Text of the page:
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Canister type dust collection for small shop


#1

Dear Jewelers and Interested Others,

I am considering the canister filter type of dust collection for the
small shop where my work is done. We presently use old bench top
collector/polishing machines.

In a previous shop, I installed and used the Handler type floor
model collector/polisher and was very pleased with dust collection
and precious metal recovery. The problem with the cloth bag filter
type of collector is simply the filters! The filters do a good job
but need to be cleaned and washed periodically. That cleaning seemed
to never get done beyond vacuuming of the bags, even with two sets
of filter bags.

The canister filter type of collector appears efficient and easily
cleaned with replaceable filters and prefilters. Cubic Feet per
minute of air moved is impressive, overall. Does anyone have
experience with the canister type dust collectors? You can see the
ABRE model on www.contenti.com and another called the Vortex at
www.gesswein.com My concern is also sound levels. The Handler type
comes with a “muffler” of sorts and is not a sound problem. I
wonder if the small canister type collectors are noisy beasts? Any
input will be appreciated.

TomDart.
@Sp.T


#2

I suspect that the canister filters will clog more frequently than
the filter bags in the Handler boxes. The cloth filters can be
periodically “bumped” to clear them, but I have found that a few
minutes of cleaning and rubbing down the inside with a toilet brush
does a great job. I’ve never replaced the bags on my machine and
have cleaned them only by scrubing with a brush while still in the
machine. (Downside to this is you get very very dirty maybe once
every six months) (Upside is that the gold you recover from the box
will pay for the machine many times over…volume of work considered)

The cost of the canister filters must also be taken into
consideration as well as the amount of money you throw out with each
cannister.

Just my 2 cents…
Mark
Ps I have 2 3hp machines for sale if anyone is interested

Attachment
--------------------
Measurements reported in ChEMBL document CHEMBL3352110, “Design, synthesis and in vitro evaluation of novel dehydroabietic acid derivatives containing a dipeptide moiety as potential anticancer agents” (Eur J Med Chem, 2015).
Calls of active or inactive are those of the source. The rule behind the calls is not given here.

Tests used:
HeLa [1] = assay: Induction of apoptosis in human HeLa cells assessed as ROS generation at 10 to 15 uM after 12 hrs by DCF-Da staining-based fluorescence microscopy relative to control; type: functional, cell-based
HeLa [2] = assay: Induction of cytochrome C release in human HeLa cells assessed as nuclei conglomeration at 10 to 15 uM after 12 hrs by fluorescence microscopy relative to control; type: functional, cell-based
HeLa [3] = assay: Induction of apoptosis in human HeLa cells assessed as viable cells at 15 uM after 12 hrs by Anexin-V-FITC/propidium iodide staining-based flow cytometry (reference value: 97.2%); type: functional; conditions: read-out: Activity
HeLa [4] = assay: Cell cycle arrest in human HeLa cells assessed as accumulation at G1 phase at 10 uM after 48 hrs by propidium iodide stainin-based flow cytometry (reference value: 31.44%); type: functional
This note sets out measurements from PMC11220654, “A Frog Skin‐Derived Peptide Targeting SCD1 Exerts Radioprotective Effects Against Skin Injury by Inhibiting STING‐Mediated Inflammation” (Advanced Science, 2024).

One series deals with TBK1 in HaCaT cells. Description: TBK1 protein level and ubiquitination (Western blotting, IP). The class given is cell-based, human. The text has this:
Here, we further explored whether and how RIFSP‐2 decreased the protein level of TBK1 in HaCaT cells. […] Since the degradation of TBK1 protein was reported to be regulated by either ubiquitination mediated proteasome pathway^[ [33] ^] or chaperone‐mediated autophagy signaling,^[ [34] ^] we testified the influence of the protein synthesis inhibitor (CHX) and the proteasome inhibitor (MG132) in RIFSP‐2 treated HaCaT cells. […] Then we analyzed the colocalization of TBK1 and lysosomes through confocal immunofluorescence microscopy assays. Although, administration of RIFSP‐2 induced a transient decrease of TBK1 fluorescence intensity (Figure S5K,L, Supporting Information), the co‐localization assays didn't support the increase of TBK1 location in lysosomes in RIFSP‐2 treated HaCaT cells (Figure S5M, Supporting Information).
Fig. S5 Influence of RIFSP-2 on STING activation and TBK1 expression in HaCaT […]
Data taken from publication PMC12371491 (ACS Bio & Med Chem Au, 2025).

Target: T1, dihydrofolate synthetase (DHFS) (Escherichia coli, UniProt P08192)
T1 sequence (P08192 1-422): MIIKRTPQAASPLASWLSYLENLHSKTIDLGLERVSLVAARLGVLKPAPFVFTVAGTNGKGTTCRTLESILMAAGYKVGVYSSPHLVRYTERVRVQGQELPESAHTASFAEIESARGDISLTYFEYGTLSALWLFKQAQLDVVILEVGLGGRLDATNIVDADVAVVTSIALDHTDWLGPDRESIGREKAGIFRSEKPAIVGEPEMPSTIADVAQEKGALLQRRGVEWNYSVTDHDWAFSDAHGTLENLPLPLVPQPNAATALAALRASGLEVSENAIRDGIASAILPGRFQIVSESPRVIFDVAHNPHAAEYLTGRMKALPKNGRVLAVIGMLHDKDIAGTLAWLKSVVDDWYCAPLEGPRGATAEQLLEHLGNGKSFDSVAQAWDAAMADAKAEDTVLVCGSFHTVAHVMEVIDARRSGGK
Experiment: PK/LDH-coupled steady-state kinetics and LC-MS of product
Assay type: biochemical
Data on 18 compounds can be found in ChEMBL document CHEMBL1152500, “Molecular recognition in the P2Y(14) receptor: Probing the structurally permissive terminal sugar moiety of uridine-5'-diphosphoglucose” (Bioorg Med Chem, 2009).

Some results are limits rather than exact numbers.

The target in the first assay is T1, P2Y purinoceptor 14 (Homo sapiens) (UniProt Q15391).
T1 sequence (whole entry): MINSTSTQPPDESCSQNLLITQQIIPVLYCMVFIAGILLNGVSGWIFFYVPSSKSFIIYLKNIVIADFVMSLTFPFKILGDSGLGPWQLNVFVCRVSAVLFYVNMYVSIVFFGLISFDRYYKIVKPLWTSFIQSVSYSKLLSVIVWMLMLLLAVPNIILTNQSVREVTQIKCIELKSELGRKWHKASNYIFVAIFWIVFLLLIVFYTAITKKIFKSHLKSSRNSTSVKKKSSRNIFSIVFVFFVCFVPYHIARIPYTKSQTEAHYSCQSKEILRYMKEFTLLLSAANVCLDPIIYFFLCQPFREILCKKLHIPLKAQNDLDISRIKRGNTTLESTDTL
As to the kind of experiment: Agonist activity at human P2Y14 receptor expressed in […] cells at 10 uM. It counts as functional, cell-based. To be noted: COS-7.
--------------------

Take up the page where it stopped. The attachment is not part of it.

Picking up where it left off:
#3

Tom,

Greg Gilman from the tool department at Stuller was telling me about
the canister type units. They don’t sell the Arbe units. Anyway, the
unit is supposed to be very quiet. Another bad thing about the bag
style filter is changing the bags. They are expensive and time
consuming to take out. Greg said that he can change the filter in 30
seconds. If you want, give him a call. He’ll be happy to talk to
you. If I were buying a new one, that’s the style I’d get.

One other thing. You wrote that you swept and washed your filter
bags everynow and then. I also have an Arbe unit. How do you wash
them?

James S. Cantrell


#4

Tom:

I recently purchased one of the 3 HP VS 1200 Torit/Donaldson
Cartridge style dust collectors with the vibrashake system. I had to
special order it in single phase as I do not have 3 phase power.

This is a serious dust collection system and I love it, plus it is
made right here in Central Kentucky. It is not particularly quiet,
but I cannot imagine anything that really does the job as a dust
collector is going to be quiet.

As I understand it, many systems draw the same CFM when everything
is clean and new, but the real test is how many CFM they pull when
they are actually in use. The aforementioned system even came with a
magnehelic (sp)gauge to monitor the differential between the
prefilter and afterfilter chambers so as to alert you to when the
prefilter needs to be cleaned or the cartridge filter needs to be
replaced.

My only regret is that I did not purchase this system sooner!

Ken Gastineau - In his nice clean dust free studio.
Gastineau Studio
Berea, Kentucky


#5

Dear James,

Perhaps I should have said “cartridge filter” instead of canister
type dust collector. Well, seems you folks know what I am talking
about.

As to the question on cleaning cloth bags, the bag type collector we
used was a Handler floor model with Baldor motors, one of which was
2 speed. It was a very nice set up =93except for the filter bags=94.

The best way I have been told to wash the cloth bags is with TSP,
trisodium phosphate. Vacuum as well as possible first then wash the
bags=85 by hand. The reason for tedious hand washing is to contain th=
e
metal waste and not have it go down the drain. A large plastic
garbage can works. Then, the bags are dried and reused.

The washing slop is allowed to settle over time. A drain installed
on the side of the washing container a little off the bottom helps
to drain the liquid when all the stuff is settled. The sludge is
allowed to dry and goes with the sweeps, etc. for refining.

Truthfully, I left that company before I could get any sort of idea
how worthwhile containing the sludge really was. We did get
excellent refining results from the dust and settled stuff directly
from the dust collector. Vacuuming was done with a shop vacuum with